Mutiparametric MRI – Local staging of prostate cancer and beyond

  • Iztok Caglič Department of Radiology, Norfolk and Norwich University Hospital, Norwich, UK Faculty of Medicine, University of Ljubljana, Slovenia
  • Viljem Kovač Institute of Oncology Ljubljana, Ljubljana, Slovenia
  • Tristan Barrett Department of Radiology, Addenbrooke’s Hospital and University of Cambridge, Cambridge, UK CamPARI Clinic, Addenbrooke’s Hospital and University of Cambridge, Cambridge, UK

Abstract

Abstract (Eng)

Accurate local staging is critical for treatment planning and prognosis in patients with prostate cancer. The primary aim is to differentiate between organ-confined and locally advanced disease with the latter carrying a worse clinical prognosis. Multiparametric (mp) MRI is the imaging modality of choice for local staging of prostate cancer and has an incremental value in assessing pelvic nodal disease and bone involvement. It has shown superior performance compared to traditional staging based on clinical nomograms and provides additional information on the extent and site of the disease. MRI has a high specificity for diagnosing extracapsular extension, seminal vesicle invasion and lymph node (LN) metastases, however, sensitivity remains poor. As a result, extended pelvic LN dissection remains the gold standard for assessing pelvic nodal involvement, and there has been recent progress in developing advanced imaging techniques for distal staging. So called “next generation” imaging includes whole body MRI and PET-MRI imaging using prostate specific membrane antigen (68Ga-PSMA), with early promising results for the detection of LN and bone metastases. In this article, the current state of evidence supporting MRI staging in patients with prostate cancer is reviewed.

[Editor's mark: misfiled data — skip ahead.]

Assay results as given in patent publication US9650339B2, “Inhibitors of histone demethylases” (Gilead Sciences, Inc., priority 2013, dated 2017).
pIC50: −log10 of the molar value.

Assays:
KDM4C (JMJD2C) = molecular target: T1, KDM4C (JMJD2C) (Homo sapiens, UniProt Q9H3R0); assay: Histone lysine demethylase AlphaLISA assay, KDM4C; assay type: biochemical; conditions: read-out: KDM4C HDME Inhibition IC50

Published
2019-06-06
How to Cite
Caglič, I., Kovač, V., & Barrett, T. (2019). Mutiparametric MRI – Local staging of prostate cancer and beyond. Radiology and Oncology, 53(2), 159-170. Retrieved from https://radioloncol.com/index.php/ro/article/view/3257
Section
Review